Page Reviewed / Updated - Oct. 2019
When one spouse of a married couple applies for long-term care Medicaid, the value of both spouses' assets are considered for eligibility purposes. For liquid assets, such as bank accounts, stocks and savings, it does not matter if the asset is held in a joint account with both names or in separate accounts with only one name; all accounts are counted. As an example:
Joe and Sue are married and Sue is applying for Medicaid and Joe is not. Joe has an account in only his name with $25,000. Sue has an account in only her name with $50,000. Joe and Sue also have a third, joint account in both names, with $75,000. Therefore, from Medicaid’s perspective, Sue has assets valued at $150,000 ($25K + $50K + $75K = $150K).
For non-liquid assets, such as homes or property, it does not matter which name or names are on the deed. All property assets of married couples are considered to be joint assets by Medicaid even if only one name is on the deed.
Medicaid allows the spouse of the long-term care applicant to keep a portion of the assets, rather than require the couple to completely spend down all of their assets on care for eligibility purposes. In addition, there are both exceptions and strategies that couples can employ when considering their joint assets and applying for Medicaid.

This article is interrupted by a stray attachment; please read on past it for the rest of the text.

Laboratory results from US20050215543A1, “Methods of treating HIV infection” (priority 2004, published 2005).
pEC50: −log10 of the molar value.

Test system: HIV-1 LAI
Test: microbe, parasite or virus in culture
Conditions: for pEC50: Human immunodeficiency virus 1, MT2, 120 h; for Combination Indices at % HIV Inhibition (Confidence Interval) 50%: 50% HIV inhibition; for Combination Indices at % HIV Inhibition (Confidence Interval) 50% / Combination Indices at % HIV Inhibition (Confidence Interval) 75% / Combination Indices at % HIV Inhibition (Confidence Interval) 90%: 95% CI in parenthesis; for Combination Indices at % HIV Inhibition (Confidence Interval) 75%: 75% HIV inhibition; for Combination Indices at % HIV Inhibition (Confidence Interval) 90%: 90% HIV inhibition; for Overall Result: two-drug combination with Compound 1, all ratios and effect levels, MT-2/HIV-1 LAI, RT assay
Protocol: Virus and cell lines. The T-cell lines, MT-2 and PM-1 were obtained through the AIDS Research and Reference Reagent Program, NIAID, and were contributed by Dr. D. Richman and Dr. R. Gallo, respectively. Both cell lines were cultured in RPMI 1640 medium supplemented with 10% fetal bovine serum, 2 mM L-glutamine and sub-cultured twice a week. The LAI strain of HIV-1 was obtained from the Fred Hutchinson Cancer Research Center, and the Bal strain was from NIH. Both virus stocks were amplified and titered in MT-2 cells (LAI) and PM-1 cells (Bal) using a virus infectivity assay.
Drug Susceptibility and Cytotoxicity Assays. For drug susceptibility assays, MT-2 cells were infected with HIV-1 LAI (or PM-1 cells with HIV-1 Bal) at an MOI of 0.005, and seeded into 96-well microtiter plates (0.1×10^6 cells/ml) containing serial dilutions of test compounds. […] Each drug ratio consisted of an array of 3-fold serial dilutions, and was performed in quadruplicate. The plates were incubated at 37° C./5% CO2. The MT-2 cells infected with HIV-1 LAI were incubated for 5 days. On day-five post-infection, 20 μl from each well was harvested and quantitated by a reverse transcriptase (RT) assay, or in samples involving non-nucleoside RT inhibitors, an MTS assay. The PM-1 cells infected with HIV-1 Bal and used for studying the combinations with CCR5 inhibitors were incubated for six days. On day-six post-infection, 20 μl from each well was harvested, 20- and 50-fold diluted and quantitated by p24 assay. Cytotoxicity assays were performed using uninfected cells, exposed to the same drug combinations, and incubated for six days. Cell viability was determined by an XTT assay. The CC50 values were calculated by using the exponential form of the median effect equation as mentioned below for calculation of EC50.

It is easier to understand how an individual can qualify for Medicaid and how their spouse can retain some, or even most, of their assets if one first understands some Medicaid terminology.
Community Spouse - A community spouse (also called the well spouse or non-applicant spouse) is the spouse of an individual who is receiving Medicaid-funded, long-term care in an institutional setting, such as a nursing home, or is receiving services via a Home and Community Based Services (HCBS) Medicaid Waiver. To be considered a community spouse, the non-applicant spouse must not be living in an institutional setting. Rather, he or she must be living in their personal home, the home of a relative, or an assisted living facility.
Institutionalized Spouse – An institutionalized spouse is the spouse who is applying for long-term care Medicaid. While this spouse is referred to as the “institutionalized” spouse, the name is misleading, as the spouse doesn’t necessarily have to reside in an institution, such as a nursing home facility. The spouse can instead receive long-term care services via a HCBS Medicaid Waiver at home or in the community.